The Kids Are Here Again! (Long Distant Parent)
The other day I was walking along the beach in the early morning when I happened upon a dad and son. The little boy, who appeared to be about 4, was frolicking in the waves and splashing water everywhere.
I could tell as I approached the scene what was going on. I’ve seen it so many times before. Probably because we live in Florida, where there are nice beaches and a lot of fun activities to do with children, we have a lot of parents bring their children here for a fun time. I can usually spot a single long distant parent with their visiting children right away. They seem to flood our area during the spring and summer.
I knew that this was a noncustodial parent who had his son visiting for a few weeks. I knew because the dad was not interacting much with the son. He had a more or less bored look on his face. If the truth were told, the dad probably doesn’t have much of a relationship with his son.
He doesn’t have a clue what his son likes to do. He doesn’t know what his son likes to eat. He doesn’t know how to communicate or talk to his son. In fact his son is really a stranger to him. In many situations like this, the child has been primed to be excited to get to visit his daddy. And children being children will get excited to go to the beach or Disney World or any child like place where kids are treated special.
I’ve come to realize over the years that when two people divorce and one parent moves a long distance away, the relationship of the child and non-custodial parent suffers. Unless the long distant parent makes a concerted effort, a parent child relationship doesn’t develop. They are connected through blood only.
The long distant parent moves forward with life. Day to day activities, work and probably a new relationship begin to absorb the parent’s attention. The far away child is never forgotten but many long distant parents don’t develop that parent child relationship the way it should be developed.
Many long distant parents feel obligated to stay in touch and do the holiday and two-week summer visitation routine. As children grow and become entrenched in their own world, the far away parent is simply that – far away.
For children to develop a relationship with their parent it takes:
- Spending time together
- Doing things together
- Learning about each other’s likes and dislikes
- Talking and communicating regularly
- The child being able to depend upon the adult to keep them safe
- Creating memories
- Unconditional love
It becomes meaningful when a child feels protected and secure when in the presence of the adult
Long distant parents don’t have to stay distant. I’ve seen many long distant parents continue to be active in their children’s lives. Years ago, I had three children in my child care in Oklahoma whose dad lived in Arizona. This man went out of his way to continue the relationship he had with his three children.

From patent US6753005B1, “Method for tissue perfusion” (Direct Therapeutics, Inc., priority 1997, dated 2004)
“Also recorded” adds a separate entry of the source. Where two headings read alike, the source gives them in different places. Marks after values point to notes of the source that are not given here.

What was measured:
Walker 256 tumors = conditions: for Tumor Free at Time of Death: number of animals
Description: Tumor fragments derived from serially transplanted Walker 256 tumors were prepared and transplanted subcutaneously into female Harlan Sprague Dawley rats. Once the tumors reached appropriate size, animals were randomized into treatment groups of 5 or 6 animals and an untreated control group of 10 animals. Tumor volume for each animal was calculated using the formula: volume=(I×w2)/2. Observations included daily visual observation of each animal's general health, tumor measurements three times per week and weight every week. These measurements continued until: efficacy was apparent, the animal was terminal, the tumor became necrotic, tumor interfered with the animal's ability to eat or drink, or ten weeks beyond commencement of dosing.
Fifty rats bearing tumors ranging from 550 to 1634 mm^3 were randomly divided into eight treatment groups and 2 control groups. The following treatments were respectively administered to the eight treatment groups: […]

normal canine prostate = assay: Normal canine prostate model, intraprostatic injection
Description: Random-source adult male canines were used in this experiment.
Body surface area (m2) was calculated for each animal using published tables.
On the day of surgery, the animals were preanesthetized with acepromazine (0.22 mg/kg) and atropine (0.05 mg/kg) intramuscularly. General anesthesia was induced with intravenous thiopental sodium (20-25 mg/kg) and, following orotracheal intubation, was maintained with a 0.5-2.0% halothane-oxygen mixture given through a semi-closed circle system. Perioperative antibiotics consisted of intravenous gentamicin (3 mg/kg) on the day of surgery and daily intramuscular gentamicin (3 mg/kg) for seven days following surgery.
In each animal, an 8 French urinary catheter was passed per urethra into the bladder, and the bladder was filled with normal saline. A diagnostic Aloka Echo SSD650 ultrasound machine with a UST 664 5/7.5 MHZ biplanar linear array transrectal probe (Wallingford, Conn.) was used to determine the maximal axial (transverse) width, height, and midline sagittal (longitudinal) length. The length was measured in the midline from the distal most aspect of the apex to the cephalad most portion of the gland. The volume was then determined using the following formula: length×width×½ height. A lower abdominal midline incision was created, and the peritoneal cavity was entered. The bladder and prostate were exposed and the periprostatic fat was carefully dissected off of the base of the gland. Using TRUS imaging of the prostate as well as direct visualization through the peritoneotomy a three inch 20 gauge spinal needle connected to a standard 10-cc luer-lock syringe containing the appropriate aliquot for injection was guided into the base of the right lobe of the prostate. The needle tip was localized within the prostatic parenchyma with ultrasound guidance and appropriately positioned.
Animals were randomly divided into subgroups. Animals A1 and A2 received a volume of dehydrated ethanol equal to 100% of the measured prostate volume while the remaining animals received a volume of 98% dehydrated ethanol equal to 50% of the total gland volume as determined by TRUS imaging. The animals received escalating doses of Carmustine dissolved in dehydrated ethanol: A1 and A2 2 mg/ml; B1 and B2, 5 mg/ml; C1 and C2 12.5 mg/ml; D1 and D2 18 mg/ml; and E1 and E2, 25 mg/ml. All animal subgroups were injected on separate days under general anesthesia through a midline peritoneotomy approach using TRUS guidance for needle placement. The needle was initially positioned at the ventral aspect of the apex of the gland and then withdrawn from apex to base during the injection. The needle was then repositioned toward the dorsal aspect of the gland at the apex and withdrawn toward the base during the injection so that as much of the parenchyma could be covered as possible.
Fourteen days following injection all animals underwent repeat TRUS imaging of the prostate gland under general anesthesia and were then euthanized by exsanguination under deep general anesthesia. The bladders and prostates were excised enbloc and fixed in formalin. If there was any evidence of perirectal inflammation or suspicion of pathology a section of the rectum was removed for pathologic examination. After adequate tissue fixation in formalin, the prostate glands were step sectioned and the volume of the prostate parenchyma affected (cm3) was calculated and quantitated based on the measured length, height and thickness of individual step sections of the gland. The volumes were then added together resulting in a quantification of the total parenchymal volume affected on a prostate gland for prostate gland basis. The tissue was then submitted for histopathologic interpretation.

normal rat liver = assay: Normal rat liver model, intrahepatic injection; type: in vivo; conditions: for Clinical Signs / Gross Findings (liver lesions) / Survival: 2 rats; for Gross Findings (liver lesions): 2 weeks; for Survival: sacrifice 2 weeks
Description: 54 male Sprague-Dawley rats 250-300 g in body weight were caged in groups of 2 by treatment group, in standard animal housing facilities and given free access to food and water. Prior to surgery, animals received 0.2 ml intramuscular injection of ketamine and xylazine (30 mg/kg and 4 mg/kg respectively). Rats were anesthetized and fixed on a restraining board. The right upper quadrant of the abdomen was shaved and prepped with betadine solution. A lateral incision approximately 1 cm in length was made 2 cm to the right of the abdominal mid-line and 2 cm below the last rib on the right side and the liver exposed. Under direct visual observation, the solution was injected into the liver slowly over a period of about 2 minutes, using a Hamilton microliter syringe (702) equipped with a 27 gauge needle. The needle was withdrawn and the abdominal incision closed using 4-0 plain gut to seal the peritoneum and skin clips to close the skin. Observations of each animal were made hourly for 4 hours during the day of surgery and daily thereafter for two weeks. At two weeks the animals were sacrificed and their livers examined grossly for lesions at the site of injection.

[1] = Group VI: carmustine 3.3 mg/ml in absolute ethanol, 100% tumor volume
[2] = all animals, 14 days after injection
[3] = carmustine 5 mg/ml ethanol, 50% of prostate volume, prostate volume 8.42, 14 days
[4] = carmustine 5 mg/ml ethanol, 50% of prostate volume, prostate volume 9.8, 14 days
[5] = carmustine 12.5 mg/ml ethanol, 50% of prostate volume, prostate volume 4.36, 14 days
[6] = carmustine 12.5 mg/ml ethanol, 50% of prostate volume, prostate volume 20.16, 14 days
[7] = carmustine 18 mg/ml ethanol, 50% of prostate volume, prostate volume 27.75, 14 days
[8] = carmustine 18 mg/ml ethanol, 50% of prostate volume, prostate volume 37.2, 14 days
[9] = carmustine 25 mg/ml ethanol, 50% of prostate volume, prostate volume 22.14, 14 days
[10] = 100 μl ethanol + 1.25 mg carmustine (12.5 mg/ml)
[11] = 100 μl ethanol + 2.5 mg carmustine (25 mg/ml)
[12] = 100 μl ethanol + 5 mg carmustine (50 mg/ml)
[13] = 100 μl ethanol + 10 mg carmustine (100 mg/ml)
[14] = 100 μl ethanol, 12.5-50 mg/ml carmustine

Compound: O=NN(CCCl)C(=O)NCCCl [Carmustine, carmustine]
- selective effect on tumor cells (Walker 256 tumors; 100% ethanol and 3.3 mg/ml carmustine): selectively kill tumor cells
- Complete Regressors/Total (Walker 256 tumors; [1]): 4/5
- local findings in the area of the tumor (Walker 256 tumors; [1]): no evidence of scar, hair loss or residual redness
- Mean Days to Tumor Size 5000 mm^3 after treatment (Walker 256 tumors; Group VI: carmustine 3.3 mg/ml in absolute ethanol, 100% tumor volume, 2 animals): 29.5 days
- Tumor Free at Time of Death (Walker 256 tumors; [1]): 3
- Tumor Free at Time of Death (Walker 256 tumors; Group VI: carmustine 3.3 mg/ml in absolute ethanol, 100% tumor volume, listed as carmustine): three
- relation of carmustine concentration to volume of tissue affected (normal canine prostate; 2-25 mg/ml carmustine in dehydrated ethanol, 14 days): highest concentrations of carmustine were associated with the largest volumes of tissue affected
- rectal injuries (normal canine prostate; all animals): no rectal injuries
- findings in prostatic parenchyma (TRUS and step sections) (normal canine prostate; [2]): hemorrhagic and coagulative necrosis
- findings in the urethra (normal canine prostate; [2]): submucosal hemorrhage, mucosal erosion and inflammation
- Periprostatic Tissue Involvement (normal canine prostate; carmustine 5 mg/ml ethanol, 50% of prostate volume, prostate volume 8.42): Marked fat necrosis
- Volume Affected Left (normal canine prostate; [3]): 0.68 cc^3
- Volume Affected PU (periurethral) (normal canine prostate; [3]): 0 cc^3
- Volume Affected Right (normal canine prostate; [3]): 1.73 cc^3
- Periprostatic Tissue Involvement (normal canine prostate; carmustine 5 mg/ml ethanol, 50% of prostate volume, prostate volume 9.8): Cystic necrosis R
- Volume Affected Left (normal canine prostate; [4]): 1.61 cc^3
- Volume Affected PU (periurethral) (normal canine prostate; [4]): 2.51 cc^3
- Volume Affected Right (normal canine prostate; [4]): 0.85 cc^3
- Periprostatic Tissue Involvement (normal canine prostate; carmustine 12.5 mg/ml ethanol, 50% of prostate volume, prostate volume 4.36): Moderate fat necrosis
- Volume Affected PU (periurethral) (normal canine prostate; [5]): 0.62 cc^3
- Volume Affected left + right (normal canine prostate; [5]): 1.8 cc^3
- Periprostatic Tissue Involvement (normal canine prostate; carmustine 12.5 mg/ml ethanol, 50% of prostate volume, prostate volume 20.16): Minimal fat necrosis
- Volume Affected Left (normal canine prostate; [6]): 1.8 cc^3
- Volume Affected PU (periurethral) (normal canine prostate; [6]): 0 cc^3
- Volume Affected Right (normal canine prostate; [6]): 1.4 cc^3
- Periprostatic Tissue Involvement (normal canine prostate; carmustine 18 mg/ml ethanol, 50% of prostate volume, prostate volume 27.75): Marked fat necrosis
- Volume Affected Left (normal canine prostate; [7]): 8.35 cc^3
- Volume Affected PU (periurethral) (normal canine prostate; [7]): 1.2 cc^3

One year at Easter he surprised them by showing up a day earlier than the kids expected him and he showed up in an Easter bunny costume. Do you have any idea how special that was to his three kids? They knew that their dad went out of his way and was and out of his comfort zone. This dad had his kids’ respect.
I never saw that “bored” look on his face when his kids were with him. The look on his face was one of pride. It was a look of love. Every so often I also saw the look of agony and hurt when he had to tell them goodbye again. The kids never saw that look, as it would pass only between him and me. He kept it together for his kids, but I wonder if many times he let the tears fall as he drove back to Arizona.
This dad and many other long distant parents work at creating memories. I had a man tell me the other day “No one can take the memories away.” This was a man who didn’t grow up with his birth father. He grew up with a man who adopted him and treated him like his own son. But the man had memories from when he was 3 and 4 years of age and spent time with the birth dad’s family. Those memories are finely etched in his brain.
If you work with single parents, encourage them to make memories. If you know any parents who are long distant parents, help them learn how to create a relationship with their kids.
If you need tips read “When a Parent Lives Out of State… How Does That Parent Connect with the Children?”
What are some suggestions you have to help a long distant parent stay connected to their children?For more resources and information on divorce, family disruption and modern families please visit our Hope 4 Hurting Kids Divorce and Modern Family Help Center.
This article is updated and adapted from an article originally published on Divorce Ministry 4 Kids on July 19, 2013.